Violations of privacy are increasing as more adolescents and young adults gain coverage on their parents' health insurance plans, according to a new health policy report from UC San Francisco.
Under the Affordable Care Act (ACA), adult children now can stay on their parents' health insurance plans until they reach age 26. But because they are dependents on their parents' health insurance, they are not afforded the same confidentiality protections as if they had individual plans.
The June 2014 policy paper, Protecting Adolescent Confidentiality Under Health Care Reform, was published by the UCSF Philip R. Lee Institute for Health Policy Studies, with funding from Atlantic Philanthropies.
As of March 2013, an estimated 15 million young adults ages 19 to 25 were included on their parents' health insurance plans, according to the report. Of these, about 7.8 million would not have been able to enroll in health insurance prior to the ACA.
Health insurance plans automatically and routinely send communications, called Explanation of Benefits (EOBs), that among other things help policyholders manage items like deductibles and out-of-pocket expenses. However, the practice of sending EOBs to the primary policyholder threatens the confidentiality of dependents seeking services because these EOBs include private information including type of service, date and provider, according to the authors. The issue of disclosing private medical information for dependents, regardless of age, is especially acute when they are seeking sensitive services such as sexual and reproductive health, mental health and substance use treatment under the primary policyholder's plan.
"Adolescence is a unique time in life because they are transitioning to adulthood, learning how to navigate the health care system and are taking greater responsibility for their own health," said lead author Kathleen Tebb, PhD, assistant professor of pediatrics, in the Division of Adolescent and Young Adult Medicine at UCSF Benioff Children's Hospital San Francisco. "Their engagement and access to health care, particularly preventive care, is essential for long term health outcomes. When you can't protect confidentiality many adolescents, especially those most vulnerable, will forego the care they really need, like mental health services and sexual health services."
In the report, the authors interviewed 31 health care administrators, health policy experts, adolescent health clinicians, advocates and representatives from health plans to participate in individual telephone interviews. They were asked several questions about the extent to which EOBs have the potential to threaten confidentiality for adolescents and young adults.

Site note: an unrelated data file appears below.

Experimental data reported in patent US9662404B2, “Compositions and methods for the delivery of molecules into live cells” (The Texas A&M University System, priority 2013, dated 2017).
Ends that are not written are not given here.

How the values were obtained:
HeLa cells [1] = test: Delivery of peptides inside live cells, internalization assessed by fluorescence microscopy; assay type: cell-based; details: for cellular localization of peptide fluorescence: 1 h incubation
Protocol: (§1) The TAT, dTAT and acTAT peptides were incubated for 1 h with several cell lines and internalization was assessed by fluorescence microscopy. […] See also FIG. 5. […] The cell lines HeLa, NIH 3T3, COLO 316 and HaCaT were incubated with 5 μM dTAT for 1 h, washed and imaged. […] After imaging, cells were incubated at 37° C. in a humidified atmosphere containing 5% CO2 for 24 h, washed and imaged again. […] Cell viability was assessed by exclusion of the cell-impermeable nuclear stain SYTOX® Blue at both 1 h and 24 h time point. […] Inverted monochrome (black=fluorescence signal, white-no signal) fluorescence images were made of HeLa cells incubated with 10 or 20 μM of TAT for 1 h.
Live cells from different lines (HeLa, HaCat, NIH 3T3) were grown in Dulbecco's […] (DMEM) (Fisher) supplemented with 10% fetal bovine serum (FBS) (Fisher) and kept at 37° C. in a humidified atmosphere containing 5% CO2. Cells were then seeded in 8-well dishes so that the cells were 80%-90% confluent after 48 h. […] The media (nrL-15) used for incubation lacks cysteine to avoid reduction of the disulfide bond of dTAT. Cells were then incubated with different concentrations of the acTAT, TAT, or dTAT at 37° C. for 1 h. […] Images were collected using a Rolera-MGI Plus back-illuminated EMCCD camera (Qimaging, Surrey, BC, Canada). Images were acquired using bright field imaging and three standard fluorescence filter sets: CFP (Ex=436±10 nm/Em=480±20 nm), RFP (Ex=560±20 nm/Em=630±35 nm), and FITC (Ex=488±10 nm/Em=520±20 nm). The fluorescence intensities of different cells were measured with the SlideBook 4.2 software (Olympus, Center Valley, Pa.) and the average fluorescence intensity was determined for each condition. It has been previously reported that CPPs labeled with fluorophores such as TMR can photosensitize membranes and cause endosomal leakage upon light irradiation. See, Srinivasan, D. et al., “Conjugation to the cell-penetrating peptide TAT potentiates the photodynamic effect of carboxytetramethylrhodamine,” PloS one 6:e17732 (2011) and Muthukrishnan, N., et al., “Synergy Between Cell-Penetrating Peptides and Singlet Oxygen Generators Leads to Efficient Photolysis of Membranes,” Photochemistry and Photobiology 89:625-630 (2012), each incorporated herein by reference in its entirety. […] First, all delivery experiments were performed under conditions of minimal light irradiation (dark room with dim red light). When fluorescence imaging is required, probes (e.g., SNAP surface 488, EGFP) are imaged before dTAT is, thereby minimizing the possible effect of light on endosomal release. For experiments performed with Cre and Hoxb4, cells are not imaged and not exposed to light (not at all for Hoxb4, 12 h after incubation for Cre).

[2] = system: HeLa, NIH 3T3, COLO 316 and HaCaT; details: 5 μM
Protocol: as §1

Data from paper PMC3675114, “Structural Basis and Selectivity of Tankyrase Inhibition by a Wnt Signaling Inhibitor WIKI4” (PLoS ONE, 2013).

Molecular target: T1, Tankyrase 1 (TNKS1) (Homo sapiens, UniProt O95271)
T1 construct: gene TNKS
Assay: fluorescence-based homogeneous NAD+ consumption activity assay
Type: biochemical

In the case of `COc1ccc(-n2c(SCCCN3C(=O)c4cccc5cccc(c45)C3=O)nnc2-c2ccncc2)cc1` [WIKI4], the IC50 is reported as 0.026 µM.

The researchers concluded that the early phases of ACA implementation present a unique opportunity to address this issue. The researchers' paper proposes some solutions, but due to the complexity no single strategy emerged as the clear answer. The report presents the pros and cons of a number of different strategies.
"The conflict between consumer protection and confidentiality must be resolved," said Claire Brindis, DrPH, senior author and director of the UCSF Philip R. Lee Institute for Health Policy Studies. "Patients should be able to access confidential care, including for mental health, while assuring that health insurance companies are also held accountable."
California is at the forefront of identifying potential solutions to reconcile the need for health insurance plans to communicate how their benefits are being used, while also assuring patient access to sensitive services. In 2013, California Governor Jerry Brown signed Senate Bill (SB) 138, which allows patients to request confidential communications from health plans.
"The law's success, which takes effect January 1, 2015, will hinge on how it is implemented in the field," said Tebb. "Patients need to know and understand that they can request confidential communications, and systems need to be in place to make it easy for patients to understand and exercise their new rights in order to improve the unintended consequences from ongoing confidentiality breaches with EOBs."
The report can be found online at: http://nahic.ucsf.edu/wp-content/uploads/2014/06/639265-0-000-00-020-EOB-Policy-Brief_FINAL.pdf
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